Leadership Talk

The Leadership Minefield!

Sep 13 2011
By: Doron York
Categories: Leadership Talk
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As part of developing yourself as a leader, you want to explore some of the “land mines” that are hidden in the landscape of leadership. It is very useful for a leader to watch for what robs them of power. Understanding the dynamic of what NOT to do is just as critical as knowing what TO do.  I say it is more powerful to discover what something is. Not than what it Is.

The point of this conversation is to introduce you to the some of the most critical and dangerous “minefields” that lie ahead so that you will be able to navigate your way effectively. The hard knock (the reality) of leadership is that followers sometimes enjoy seeing a leader go down in flames.  It keeps them in their comfort zone, hiding as a spectator, watching – you.

What rob a leader of her/his power?

  1. Being a legend in your own mind.  Ego, the mighty killer of effective leadership. Ego to leadership is like gas to a fire.  Remember – there is a distinct difference between arrogance and confidence!
  2. Believing in your own assumptions.  The source of all screw ups. Maybe, just maybe, other people have different (and valid) interpretations.  Leadership lives in the community, out in the world, not in a vacuum.  If for some mysterious reason your assumptions are wrong, change your mind!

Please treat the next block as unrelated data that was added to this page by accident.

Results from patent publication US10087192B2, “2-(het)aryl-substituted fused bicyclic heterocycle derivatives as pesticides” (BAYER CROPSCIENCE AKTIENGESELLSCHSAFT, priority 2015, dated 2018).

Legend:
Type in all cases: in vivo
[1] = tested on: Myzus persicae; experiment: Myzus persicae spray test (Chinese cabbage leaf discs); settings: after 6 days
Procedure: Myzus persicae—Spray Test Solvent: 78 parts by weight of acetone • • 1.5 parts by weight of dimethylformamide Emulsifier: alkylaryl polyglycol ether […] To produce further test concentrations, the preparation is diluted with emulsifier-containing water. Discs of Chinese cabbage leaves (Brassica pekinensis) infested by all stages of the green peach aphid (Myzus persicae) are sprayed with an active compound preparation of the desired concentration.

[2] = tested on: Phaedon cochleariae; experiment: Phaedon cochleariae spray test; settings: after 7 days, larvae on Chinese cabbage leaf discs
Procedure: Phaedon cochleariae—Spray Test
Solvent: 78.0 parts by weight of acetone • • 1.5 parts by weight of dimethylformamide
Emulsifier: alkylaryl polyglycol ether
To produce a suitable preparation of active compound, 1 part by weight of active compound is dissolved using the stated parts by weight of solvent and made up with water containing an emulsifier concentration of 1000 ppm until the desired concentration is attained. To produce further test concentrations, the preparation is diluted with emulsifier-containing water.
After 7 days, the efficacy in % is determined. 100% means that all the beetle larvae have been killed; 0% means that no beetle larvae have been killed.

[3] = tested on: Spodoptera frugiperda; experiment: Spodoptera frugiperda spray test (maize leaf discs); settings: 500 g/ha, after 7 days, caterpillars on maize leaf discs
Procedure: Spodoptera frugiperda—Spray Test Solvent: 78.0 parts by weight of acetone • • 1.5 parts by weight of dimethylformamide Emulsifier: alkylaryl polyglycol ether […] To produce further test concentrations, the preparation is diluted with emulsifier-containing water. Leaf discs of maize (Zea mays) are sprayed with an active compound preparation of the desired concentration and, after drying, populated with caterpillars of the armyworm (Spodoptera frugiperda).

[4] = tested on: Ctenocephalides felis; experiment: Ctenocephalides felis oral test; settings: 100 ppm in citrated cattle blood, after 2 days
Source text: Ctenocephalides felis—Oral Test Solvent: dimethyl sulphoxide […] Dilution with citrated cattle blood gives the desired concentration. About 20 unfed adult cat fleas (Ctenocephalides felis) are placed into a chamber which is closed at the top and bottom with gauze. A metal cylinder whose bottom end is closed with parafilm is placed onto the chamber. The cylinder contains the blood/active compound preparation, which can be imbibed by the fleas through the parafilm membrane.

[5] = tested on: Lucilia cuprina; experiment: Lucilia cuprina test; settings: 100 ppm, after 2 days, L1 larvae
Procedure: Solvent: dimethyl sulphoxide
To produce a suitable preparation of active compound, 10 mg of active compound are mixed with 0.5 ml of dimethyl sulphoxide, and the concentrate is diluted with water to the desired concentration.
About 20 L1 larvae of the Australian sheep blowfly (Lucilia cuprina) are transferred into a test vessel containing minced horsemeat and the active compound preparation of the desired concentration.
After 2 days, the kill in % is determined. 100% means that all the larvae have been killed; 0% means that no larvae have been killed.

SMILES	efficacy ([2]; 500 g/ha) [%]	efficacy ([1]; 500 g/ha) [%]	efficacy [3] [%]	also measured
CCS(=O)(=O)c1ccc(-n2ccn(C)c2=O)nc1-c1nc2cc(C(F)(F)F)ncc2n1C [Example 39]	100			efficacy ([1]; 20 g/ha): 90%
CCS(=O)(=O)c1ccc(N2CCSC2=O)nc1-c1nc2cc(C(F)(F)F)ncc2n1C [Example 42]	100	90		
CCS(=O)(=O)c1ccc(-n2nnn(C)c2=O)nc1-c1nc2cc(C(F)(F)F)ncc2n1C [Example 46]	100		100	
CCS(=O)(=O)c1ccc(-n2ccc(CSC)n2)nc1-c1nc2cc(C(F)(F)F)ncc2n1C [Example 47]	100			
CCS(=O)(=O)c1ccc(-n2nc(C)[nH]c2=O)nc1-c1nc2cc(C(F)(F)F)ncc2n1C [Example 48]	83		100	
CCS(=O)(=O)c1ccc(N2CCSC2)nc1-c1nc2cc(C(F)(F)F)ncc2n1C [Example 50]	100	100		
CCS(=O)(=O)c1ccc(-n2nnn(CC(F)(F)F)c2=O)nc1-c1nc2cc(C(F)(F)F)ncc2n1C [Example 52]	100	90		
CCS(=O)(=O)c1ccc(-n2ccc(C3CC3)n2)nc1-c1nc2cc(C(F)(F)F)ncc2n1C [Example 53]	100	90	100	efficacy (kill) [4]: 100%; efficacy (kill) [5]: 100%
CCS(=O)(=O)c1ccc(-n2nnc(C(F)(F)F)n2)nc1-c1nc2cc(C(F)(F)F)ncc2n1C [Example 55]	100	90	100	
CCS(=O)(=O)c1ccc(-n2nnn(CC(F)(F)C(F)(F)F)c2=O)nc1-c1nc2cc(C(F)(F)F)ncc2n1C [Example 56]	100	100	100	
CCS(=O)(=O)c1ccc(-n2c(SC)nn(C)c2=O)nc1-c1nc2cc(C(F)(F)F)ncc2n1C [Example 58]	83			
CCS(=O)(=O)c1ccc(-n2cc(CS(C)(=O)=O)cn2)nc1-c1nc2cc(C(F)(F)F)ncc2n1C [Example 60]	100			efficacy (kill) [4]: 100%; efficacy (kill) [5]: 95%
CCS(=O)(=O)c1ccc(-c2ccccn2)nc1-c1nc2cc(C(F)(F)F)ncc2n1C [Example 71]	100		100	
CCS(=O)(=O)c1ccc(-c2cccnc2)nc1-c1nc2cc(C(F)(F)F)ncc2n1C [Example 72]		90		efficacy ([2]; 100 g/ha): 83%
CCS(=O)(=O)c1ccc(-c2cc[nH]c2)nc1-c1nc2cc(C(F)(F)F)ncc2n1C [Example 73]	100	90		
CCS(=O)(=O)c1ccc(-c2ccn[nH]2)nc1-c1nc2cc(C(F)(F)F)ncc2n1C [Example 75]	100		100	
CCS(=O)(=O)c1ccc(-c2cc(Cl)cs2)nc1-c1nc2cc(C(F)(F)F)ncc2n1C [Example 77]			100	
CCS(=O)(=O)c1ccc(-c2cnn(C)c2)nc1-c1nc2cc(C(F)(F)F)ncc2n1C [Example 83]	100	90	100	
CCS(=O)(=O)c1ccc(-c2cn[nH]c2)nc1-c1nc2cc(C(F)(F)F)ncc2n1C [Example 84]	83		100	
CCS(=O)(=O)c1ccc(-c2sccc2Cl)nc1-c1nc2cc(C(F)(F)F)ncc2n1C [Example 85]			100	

3. Driving an “Agenda”.  It is not about what you want; it is about what is needed. Your “plan,” as glorious it might seem to you at the time, may not always be the best one.  Leadership is designed to serve a purpose that is bigger than just you.  Do what is right, and not the right thing!
  4. Being defensive and upset.  If you are on defense, who’s on offense?  Defense is the way to lose the battle.  It temporarily assigns the circumstances to be the guardians of your power.  So you are upset.  Who cares?  Compose yourself, the world is watching!
  5. Lack of Integrity.  You do not do what you say, they do not do what they say, no one does what they say.  Integrity to leadership is like water to the fish.  Honoring your word is all that you’ve got.  You can’t hold anyone to their integrity if you do not hold to yours!
  6. Putting trust first.  Putting too much emphasis on trust can get you in trouble. You want to consider that trust takes time to build, and you may not have it (time, that is). Focus on workability and integrity, not trust. Trust is overrated.  You can be effective without it!
  7. Speaking no possibility.  The people that “vote” for you want hope, or as I say, to be enrolled into that which is possible. They want you to tell them that everything will be all right, and if you lose sight of the future, what do you think happens to them?  People have their own doubts; they do not need yours!
  8. Being serious and significant.  Leadership is serious business, but no one said that you have to be significant about it. We are living in a serious world.  It doesn’t mean that you need to be a comedian, but a bit of lightness never hurt anyone, and it can ease the pain!
  9. Lack of communication.  In the absence of communication, people’s minds go places you do not want to know about. They need to know – otherwise they will make things up as they go.  It is much easier to face reality than to clean up the mess of the alternative!